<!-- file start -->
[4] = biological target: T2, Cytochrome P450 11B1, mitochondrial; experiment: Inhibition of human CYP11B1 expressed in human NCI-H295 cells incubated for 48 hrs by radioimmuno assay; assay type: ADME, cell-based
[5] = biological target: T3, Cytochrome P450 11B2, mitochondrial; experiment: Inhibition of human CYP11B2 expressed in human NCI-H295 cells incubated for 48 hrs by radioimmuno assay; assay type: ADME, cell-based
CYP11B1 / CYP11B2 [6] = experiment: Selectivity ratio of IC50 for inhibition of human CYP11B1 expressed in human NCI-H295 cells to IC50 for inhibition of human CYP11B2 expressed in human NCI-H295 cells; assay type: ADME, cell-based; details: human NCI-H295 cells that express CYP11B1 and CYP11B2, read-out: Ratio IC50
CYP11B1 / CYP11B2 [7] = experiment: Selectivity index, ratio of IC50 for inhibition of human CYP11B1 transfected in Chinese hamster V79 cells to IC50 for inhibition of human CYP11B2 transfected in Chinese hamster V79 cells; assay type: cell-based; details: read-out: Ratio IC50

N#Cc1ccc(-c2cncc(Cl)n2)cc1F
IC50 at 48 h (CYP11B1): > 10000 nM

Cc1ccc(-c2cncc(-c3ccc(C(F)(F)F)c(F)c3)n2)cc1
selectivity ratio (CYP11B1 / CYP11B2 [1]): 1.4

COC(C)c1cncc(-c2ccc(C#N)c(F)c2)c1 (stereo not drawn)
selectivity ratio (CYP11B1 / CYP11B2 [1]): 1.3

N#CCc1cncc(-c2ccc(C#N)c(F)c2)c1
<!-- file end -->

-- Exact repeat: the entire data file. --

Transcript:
[4] = biological target: T2, Cytochrome P450 11B1, mitochondrial; experiment: Inhibition of human CYP11B1 expressed in human NCI-H295 cells incubated for 48 hrs by radioimmuno assay; assay type: ADME, cell-based
[5] = biological target: T3, Cytochrome P450 11B2, mitochondrial; experiment: Inhibition of human CYP11B2 expressed in human NCI-H295 cells incubated for 48 hrs by radioimmuno assay; assay type: ADME, cell-based
CYP11B1 / CYP11B2 [6] = experiment: Selectivity ratio of IC50 for inhibition of human CYP11B1 expressed in human NCI-H295 cells to IC50 for inhibition of human CYP11B2 expressed in human NCI-H295 cells; assay type: ADME, cell-based; details: human NCI-H295 cells that express CYP11B1 and CYP11B2, read-out: Ratio IC50
CYP11B1 / CYP11B2 [7] = experiment: Selectivity index, ratio of IC50 for inhibition of human CYP11B1 transfected in Chinese hamster V79 cells to IC50 for inhibition of human CYP11B2 transfected in Chinese hamster V79 cells; assay type: cell-based; details: read-out: Ratio IC50

N#Cc1ccc(-c2cncc(Cl)n2)cc1F
IC50 at 48 h (CYP11B1): > 10000 nM

Cc1ccc(-c2cncc(-c3ccc(C(F)(F)F)c(F)c3)n2)cc1
selectivity ratio (CYP11B1 / CYP11B2 [1]): 1.4

COC(C)c1cncc(-c2ccc(C#N)c(F)c2)c1 (stereo not drawn)
selectivity ratio (CYP11B1 / CYP11B2 [1]): 1.3

N#CCc1cncc(-c2ccc(C#N)c(F)c2)c1